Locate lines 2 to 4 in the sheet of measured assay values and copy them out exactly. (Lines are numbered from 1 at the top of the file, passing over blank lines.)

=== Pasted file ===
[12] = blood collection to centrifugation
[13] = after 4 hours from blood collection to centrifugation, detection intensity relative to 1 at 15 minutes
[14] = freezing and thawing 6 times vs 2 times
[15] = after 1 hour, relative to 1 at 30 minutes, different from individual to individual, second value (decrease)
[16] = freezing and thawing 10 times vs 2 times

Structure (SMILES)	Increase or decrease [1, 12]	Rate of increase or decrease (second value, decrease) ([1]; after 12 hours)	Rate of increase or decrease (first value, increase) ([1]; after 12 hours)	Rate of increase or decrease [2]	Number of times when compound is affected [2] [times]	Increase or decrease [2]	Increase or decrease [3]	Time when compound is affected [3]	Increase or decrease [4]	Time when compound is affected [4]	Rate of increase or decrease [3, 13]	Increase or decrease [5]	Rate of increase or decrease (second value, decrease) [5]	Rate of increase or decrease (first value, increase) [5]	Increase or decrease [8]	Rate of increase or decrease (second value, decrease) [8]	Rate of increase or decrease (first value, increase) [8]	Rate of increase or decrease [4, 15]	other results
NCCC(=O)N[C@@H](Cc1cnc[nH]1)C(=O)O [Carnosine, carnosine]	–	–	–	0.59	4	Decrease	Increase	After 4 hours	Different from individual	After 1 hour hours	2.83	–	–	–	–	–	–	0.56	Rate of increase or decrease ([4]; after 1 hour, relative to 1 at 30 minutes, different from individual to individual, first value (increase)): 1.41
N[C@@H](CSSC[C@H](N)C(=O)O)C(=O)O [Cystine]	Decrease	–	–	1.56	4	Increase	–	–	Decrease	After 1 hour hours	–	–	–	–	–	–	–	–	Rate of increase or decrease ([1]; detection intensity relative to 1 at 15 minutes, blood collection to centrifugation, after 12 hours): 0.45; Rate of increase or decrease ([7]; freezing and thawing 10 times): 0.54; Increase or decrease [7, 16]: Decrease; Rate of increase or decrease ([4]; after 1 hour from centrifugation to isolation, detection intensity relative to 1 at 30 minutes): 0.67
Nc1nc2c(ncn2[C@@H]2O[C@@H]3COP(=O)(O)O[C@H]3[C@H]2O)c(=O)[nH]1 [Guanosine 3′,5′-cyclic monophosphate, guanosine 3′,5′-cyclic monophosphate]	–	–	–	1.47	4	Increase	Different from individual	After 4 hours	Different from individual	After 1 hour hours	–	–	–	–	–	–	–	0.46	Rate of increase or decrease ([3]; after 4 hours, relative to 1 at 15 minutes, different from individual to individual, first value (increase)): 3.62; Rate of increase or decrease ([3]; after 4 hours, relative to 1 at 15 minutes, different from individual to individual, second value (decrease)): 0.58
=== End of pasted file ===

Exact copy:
[13] = after 4 hours from blood collection to centrifugation, detection intensity relative to 1 at 15 minutes
[14] = freezing and thawing 6 times vs 2 times
[15] = after 1 hour, relative to 1 at 30 minutes, different from individual to individual, second value (decrease)